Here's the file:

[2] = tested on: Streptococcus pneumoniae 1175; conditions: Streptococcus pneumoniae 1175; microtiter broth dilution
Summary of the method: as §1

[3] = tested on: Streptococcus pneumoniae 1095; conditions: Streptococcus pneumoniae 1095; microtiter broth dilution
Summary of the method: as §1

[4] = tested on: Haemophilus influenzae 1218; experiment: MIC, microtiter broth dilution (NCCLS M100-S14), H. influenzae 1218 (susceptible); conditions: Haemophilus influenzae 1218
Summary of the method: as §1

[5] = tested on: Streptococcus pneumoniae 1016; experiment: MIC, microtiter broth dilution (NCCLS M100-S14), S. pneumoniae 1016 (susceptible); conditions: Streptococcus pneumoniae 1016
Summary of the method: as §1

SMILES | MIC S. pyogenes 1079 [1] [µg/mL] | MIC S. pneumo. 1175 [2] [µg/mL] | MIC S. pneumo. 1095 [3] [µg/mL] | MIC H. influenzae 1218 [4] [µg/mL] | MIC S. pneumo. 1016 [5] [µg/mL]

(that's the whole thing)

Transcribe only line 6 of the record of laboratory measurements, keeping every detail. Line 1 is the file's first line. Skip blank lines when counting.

Summary of the method: as §1